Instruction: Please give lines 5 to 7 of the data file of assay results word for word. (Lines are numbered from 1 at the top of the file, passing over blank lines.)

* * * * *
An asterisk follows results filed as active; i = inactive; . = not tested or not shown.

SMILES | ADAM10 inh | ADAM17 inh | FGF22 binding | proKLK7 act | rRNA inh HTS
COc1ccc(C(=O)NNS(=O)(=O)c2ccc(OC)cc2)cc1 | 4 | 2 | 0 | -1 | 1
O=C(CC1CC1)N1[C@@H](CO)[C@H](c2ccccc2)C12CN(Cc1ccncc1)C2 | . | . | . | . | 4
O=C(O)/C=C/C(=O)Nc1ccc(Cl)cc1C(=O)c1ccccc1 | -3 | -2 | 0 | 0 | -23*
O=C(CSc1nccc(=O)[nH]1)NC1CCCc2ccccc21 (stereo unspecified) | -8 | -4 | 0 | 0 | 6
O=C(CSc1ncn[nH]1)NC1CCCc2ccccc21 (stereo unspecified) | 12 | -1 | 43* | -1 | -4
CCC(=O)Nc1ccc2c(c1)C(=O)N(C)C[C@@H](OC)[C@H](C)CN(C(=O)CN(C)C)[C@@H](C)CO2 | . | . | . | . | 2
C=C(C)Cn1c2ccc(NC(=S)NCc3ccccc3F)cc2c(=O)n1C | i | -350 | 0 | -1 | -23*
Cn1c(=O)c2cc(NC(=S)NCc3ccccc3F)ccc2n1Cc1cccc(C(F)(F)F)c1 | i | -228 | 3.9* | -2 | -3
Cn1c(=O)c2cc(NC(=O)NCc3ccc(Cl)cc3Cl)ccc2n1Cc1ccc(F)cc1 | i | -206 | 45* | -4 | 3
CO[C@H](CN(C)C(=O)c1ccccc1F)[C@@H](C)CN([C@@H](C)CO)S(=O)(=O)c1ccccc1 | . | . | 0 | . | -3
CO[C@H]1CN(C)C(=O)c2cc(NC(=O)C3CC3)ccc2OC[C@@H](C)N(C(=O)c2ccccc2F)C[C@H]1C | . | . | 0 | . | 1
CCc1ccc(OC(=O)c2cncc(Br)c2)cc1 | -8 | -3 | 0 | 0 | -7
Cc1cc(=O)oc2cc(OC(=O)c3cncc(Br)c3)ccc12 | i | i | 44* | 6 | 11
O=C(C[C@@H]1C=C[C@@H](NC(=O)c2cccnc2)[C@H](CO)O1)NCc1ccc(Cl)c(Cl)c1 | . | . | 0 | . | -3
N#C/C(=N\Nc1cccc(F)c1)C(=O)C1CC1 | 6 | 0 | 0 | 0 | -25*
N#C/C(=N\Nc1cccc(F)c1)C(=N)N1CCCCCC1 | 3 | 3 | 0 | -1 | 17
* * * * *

O=C(O)/C=C/C(=O)Nc1ccc(Cl)cc1C(=O)c1ccccc1 | -3 | -2 | 0 | 0 | -23*
O=C(CSc1nccc(=O)[nH]1)NC1CCCc2ccccc21 (stereo unspecified) | -8 | -4 | 0 | 0 | 6
O=C(CSc1ncn[nH]1)NC1CCCc2ccccc21 (stereo unspecified) | 12 | -1 | 43* | -1 | -4